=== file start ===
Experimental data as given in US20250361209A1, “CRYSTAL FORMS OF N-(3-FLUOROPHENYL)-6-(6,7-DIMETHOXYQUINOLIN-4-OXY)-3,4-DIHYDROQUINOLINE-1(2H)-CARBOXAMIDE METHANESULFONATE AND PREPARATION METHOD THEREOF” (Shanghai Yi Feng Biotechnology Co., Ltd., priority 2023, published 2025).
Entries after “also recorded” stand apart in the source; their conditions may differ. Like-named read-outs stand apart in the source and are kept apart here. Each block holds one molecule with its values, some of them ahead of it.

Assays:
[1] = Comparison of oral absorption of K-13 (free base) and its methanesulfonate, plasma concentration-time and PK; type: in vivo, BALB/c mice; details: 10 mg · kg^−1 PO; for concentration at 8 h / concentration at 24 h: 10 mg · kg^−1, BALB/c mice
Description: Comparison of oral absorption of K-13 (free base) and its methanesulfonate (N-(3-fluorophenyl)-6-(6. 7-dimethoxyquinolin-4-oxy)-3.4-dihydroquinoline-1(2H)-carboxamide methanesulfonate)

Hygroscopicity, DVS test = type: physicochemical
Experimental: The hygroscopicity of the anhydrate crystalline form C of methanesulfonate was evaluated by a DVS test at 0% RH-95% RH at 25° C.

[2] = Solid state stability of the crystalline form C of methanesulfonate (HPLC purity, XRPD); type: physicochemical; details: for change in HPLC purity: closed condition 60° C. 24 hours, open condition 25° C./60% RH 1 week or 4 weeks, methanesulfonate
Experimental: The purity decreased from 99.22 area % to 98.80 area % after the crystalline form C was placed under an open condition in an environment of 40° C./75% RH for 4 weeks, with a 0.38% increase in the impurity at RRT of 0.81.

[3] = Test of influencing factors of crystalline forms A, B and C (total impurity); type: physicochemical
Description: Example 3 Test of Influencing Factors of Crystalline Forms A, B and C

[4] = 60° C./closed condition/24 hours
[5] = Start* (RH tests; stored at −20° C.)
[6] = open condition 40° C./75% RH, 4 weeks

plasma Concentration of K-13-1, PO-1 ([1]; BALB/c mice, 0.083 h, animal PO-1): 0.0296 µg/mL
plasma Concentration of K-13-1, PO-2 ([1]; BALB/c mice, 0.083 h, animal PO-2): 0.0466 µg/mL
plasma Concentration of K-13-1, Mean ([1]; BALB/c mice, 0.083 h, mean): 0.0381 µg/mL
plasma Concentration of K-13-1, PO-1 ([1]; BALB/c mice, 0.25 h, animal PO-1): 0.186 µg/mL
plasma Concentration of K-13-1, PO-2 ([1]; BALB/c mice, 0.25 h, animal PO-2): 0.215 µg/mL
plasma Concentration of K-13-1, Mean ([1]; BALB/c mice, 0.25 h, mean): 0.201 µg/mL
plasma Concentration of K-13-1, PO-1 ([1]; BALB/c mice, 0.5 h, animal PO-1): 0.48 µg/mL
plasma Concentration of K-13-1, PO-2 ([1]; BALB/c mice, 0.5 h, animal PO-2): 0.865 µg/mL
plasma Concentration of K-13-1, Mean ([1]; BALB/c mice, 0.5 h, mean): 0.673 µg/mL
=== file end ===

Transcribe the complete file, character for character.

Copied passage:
Experimental data as given in US20250361209A1, “CRYSTAL FORMS OF N-(3-FLUOROPHENYL)-6-(6,7-DIMETHOXYQUINOLIN-4-OXY)-3,4-DIHYDROQUINOLINE-1(2H)-CARBOXAMIDE METHANESULFONATE AND PREPARATION METHOD THEREOF” (Shanghai Yi Feng Biotechnology Co., Ltd., priority 2023, published 2025).
Entries after “also recorded” stand apart in the source; their conditions may differ. Like-named read-outs stand apart in the source and are kept apart here. Each block holds one molecule with its values, some of them ahead of it.

Assays:
[1] = Comparison of oral absorption of K-13 (free base) and its methanesulfonate, plasma concentration-time and PK; type: in vivo, BALB/c mice; details: 10 mg · kg^−1 PO; for concentration at 8 h / concentration at 24 h: 10 mg · kg^−1, BALB/c mice
Description: Comparison of oral absorption of K-13 (free base) and its methanesulfonate (N-(3-fluorophenyl)-6-(6. 7-dimethoxyquinolin-4-oxy)-3.4-dihydroquinoline-1(2H)-carboxamide methanesulfonate)

Hygroscopicity, DVS test = type: physicochemical
Experimental: The hygroscopicity of the anhydrate crystalline form C of methanesulfonate was evaluated by a DVS test at 0% RH-95% RH at 25° C.

[2] = Solid state stability of the crystalline form C of methanesulfonate (HPLC purity, XRPD); type: physicochemical; details: for change in HPLC purity: closed condition 60° C. 24 hours, open condition 25° C./60% RH 1 week or 4 weeks, methanesulfonate
Experimental: The purity decreased from 99.22 area % to 98.80 area % after the crystalline form C was placed under an open condition in an environment of 40° C./75% RH for 4 weeks, with a 0.38% increase in the impurity at RRT of 0.81.

[3] = Test of influencing factors of crystalline forms A, B and C (total impurity); type: physicochemical
Description: Example 3 Test of Influencing Factors of Crystalline Forms A, B and C

[4] = 60° C./closed condition/24 hours
[5] = Start* (RH tests; stored at −20° C.)
[6] = open condition 40° C./75% RH, 4 weeks

plasma Concentration of K-13-1, PO-1 ([1]; BALB/c mice, 0.083 h, animal PO-1): 0.0296 µg/mL
plasma Concentration of K-13-1, PO-2 ([1]; BALB/c mice, 0.083 h, animal PO-2): 0.0466 µg/mL
plasma Concentration of K-13-1, Mean ([1]; BALB/c mice, 0.083 h, mean): 0.0381 µg/mL
plasma Concentration of K-13-1, PO-1 ([1]; BALB/c mice, 0.25 h, animal PO-1): 0.186 µg/mL
plasma Concentration of K-13-1, PO-2 ([1]; BALB/c mice, 0.25 h, animal PO-2): 0.215 µg/mL
plasma Concentration of K-13-1, Mean ([1]; BALB/c mice, 0.25 h, mean): 0.201 µg/mL
plasma Concentration of K-13-1, PO-1 ([1]; BALB/c mice, 0.5 h, animal PO-1): 0.48 µg/mL
plasma Concentration of K-13-1, PO-2 ([1]; BALB/c mice, 0.5 h, animal PO-2): 0.865 µg/mL
plasma Concentration of K-13-1, Mean ([1]; BALB/c mice, 0.5 h, mean): 0.673 µg/mL